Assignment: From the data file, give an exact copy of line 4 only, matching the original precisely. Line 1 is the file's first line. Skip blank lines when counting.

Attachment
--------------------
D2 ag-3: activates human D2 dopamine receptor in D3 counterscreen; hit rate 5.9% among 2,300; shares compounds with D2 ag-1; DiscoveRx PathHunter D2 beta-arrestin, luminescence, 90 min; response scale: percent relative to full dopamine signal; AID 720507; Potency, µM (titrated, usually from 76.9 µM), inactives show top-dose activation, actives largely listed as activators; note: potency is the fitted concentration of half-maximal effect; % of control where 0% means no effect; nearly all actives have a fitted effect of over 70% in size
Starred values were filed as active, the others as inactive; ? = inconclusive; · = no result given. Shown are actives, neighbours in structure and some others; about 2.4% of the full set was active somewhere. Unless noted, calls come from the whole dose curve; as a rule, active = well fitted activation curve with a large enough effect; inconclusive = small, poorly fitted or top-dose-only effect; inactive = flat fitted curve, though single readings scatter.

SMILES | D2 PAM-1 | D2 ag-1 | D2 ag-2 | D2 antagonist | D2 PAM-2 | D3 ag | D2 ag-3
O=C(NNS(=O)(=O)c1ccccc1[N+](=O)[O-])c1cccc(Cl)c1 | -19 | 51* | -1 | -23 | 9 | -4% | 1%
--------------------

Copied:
O=C(NNS(=O)(=O)c1ccccc1[N+](=O)[O-])c1cccc(Cl)c1 | -19 | 51* | -1 | -23 | 9 | -4% | 1%